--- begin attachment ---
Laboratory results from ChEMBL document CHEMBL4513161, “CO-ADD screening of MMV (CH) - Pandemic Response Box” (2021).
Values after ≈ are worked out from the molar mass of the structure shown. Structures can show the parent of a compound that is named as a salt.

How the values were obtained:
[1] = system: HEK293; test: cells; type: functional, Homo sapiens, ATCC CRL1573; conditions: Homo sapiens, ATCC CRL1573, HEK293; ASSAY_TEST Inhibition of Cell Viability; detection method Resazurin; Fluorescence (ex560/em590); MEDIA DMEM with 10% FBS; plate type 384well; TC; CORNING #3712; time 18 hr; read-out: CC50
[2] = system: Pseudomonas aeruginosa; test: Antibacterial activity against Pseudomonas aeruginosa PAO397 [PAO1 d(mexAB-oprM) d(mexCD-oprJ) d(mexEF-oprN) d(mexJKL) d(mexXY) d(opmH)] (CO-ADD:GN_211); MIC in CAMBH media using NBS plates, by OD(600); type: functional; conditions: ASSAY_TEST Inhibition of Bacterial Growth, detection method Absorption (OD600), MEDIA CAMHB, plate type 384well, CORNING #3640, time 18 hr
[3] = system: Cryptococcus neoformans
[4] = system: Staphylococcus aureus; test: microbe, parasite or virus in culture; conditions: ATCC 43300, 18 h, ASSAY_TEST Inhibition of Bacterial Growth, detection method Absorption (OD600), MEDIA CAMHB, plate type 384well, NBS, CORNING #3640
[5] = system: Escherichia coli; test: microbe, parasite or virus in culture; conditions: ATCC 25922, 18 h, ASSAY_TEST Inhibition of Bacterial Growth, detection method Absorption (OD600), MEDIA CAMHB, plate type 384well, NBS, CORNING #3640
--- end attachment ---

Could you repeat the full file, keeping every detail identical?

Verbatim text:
Laboratory results from ChEMBL document CHEMBL4513161, “CO-ADD screening of MMV (CH) - Pandemic Response Box” (2021).
Values after ≈ are worked out from the molar mass of the structure shown. Structures can show the parent of a compound that is named as a salt.

How the values were obtained:
[1] = system: HEK293; test: cells; type: functional, Homo sapiens, ATCC CRL1573; conditions: Homo sapiens, ATCC CRL1573, HEK293; ASSAY_TEST Inhibition of Cell Viability; detection method Resazurin; Fluorescence (ex560/em590); MEDIA DMEM with 10% FBS; plate type 384well; TC; CORNING #3712; time 18 hr; read-out: CC50
[2] = system: Pseudomonas aeruginosa; test: Antibacterial activity against Pseudomonas aeruginosa PAO397 [PAO1 d(mexAB-oprM) d(mexCD-oprJ) d(mexEF-oprN) d(mexJKL) d(mexXY) d(opmH)] (CO-ADD:GN_211); MIC in CAMBH media using NBS plates, by OD(600); type: functional; conditions: ASSAY_TEST Inhibition of Bacterial Growth, detection method Absorption (OD600), MEDIA CAMHB, plate type 384well, CORNING #3640, time 18 hr
[3] = system: Cryptococcus neoformans
[4] = system: Staphylococcus aureus; test: microbe, parasite or virus in culture; conditions: ATCC 43300, 18 h, ASSAY_TEST Inhibition of Bacterial Growth, detection method Absorption (OD600), MEDIA CAMHB, plate type 384well, NBS, CORNING #3640
[5] = system: Escherichia coli; test: microbe, parasite or virus in culture; conditions: ATCC 25922, 18 h, ASSAY_TEST Inhibition of Bacterial Growth, detection method Absorption (OD600), MEDIA CAMHB, plate type 384well, NBS, CORNING #3640